In a recent posting, “The vital importance of climate change education in medical schools,” the author concluded that climate change is “here and undeniable” and, based on her experience of wildfires, that the cataclysmic consequences are already upon us.
Many would disagree, including Nobel Prize-winning physicist Dr. Ivar Giaever who, on resigning from the American Physical Society (APS) in protest, wrote: “In the APS it is OK to discuss whether the mass of the proton changes over time and how a multi-universe behaves, but the evidence of global warming is incontrovertible?”
Let’s examine the fundamental tenets of climate change to see if it is really undeniable.
1. Global warming. Some scientists do not agree that the planet is warming. For those that do, the rate of warming has not met with predictions, a serious blow to the cause, and a foundational failure that casts serious aspersions upon any other forecasts.
2. Global warming is anthropogenic in origin. Such causation can never be proven; it is inferred based on correlations, for example, between temperature and atmospheric CO2 but, as we all know, the association is not necessarily causation. Examples of this can be found on the website “spurious correlations.”
3. Global warming is due to releasing CO2 into the atmosphere from burning fossil fuels. There is no question that humans have caused an increase in atmospheric CO2 levels. However, some dispute CO2 as the chief greenhouse gas, and others have argued that the CO2 effect is already at its maximum, so further rises are inconsequential.
4. Global warming will result in changes to the Earth and its weather that will be seriously detrimental to mankind. Many people believe that global warming has already resulted in adverse climate change, encouraged by the media, which delights in oxymoronic statements such as: “This is the worst … since 1922 and is the result of climate change.” This never questions whether the mechanism of the historical event might be responsible for the contemporary one. Every unusual weather event is automatically ascribed to climate change.
The data do not support the idea that calamity is already upon us. A March 2023 Congressional Research Service report states that U.S. wildfires have decreased slightly over the last 30 years.
Short-term predictions for events such as the rise in sea level, mass deaths of polar bears, the vanishing of the arctic, the snow on Mt. Kilimanjaro, and the glaciers of Montana, etc., have been woefully inaccurate. Lady Liberty’s feet remain well clear of the water.
Regretfully, the climate change movement has been hijacked by apocalypticists, who warn that failure to take immediate drastic action will result in death and destruction.
Such warnings are nothing new. The Competitive Enterprise Institute’s website lists some 40 catastrophic predictions made over 50 years by climate and allied experts, including ice ages, famine, and population extinction; none materialized. Remember how we would all fry due to the hole in the ozone layer and then dissolve in acid rain?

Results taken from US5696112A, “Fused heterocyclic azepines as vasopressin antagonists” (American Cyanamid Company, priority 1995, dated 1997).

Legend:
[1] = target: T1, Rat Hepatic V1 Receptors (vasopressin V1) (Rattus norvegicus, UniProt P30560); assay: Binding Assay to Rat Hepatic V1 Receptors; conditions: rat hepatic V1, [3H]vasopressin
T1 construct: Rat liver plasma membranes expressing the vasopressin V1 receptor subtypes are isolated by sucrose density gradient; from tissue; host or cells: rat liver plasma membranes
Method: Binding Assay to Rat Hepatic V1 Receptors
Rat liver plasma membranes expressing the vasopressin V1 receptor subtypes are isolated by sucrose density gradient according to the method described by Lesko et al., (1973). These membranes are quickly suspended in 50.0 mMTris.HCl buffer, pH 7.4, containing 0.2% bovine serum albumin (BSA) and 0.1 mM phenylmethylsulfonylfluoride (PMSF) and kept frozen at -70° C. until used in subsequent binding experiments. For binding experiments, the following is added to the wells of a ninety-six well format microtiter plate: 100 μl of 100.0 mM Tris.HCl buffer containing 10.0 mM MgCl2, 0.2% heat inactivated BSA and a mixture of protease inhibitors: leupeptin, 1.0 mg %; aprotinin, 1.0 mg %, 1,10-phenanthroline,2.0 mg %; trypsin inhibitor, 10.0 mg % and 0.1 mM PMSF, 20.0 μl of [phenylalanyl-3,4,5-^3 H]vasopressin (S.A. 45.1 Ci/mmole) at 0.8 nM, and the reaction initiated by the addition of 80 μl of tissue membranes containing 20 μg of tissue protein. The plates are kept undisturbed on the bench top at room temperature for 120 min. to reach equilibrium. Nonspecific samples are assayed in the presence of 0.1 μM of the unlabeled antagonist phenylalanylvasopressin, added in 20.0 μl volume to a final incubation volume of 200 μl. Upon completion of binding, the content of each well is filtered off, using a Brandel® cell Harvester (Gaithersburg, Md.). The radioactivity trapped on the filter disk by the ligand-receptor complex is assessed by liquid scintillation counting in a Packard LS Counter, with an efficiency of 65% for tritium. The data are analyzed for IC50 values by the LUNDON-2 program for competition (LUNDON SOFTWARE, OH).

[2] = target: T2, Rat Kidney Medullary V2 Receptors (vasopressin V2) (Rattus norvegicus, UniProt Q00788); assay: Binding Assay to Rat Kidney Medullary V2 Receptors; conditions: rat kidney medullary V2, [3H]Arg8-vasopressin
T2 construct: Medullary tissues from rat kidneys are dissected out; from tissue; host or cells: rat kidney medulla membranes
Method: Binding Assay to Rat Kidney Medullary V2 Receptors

The writings of climate change advocate Michael Shellenberger and Bjorn Lomborg argue that apocalyptic events are unlikely to happen, probable adverse consequences of climate change are a long way off, and the cries of the Prophets of Imminent Doom are causing harm to the cause.
5. Global warming and the apocalypse can be reversed by reducing atmospheric CO2 levels. The likelihood of humans reducing CO2 levels seems slim with current strategies, particularly using wind and solar to generate electricity. More promising approaches, such as nuclear energy, have been illogically ignored.
Finally, an alternative view is that global warming and rising CO2 levels might bring benefit rather than harm, one endorsed by Greenpeace co-founder Patrick Moore (who also does not support the anthropogenic origins of global warming). Frozen regions of the Earth would become available to agriculture and prospecting. Elsewhere longer growing seasons would increase agricultural yield. Indeed, the number of trees on the planet has already increased due to growth in areas now made hospitable by global warming,
Human CO2 production may have saved the planet as historic levels fell close to those that would not support plant growth. A study in the journal Nature Climate Change in 2016 showed that a quarter to half of Earth’s vegetated lands has shown significant greening over the last 35 years, largely due to rising levels of atmospheric CO2, an increase in leaves on plants and trees equivalent in area to two times the continental United States. Greening has also been shown to mitigate global warming, an important consideration if, as some believe, the current level of CO2 already provides maximum greenhouse effect, thus supporting a further increase in CO2 levels rather than a reduction.
In medicine, we require a high standard of evidence before adopting a practice. The current evidence for climate change may meet the standard of lay folk, politicians, and others with a vested interest, but it should not meet ours. Climate change should no more be introduced into medicine at this time than acupuncture or ayurvedic medicine. As with these, more evidence is required.
Martin C. Young is a pediatric endocrinologist.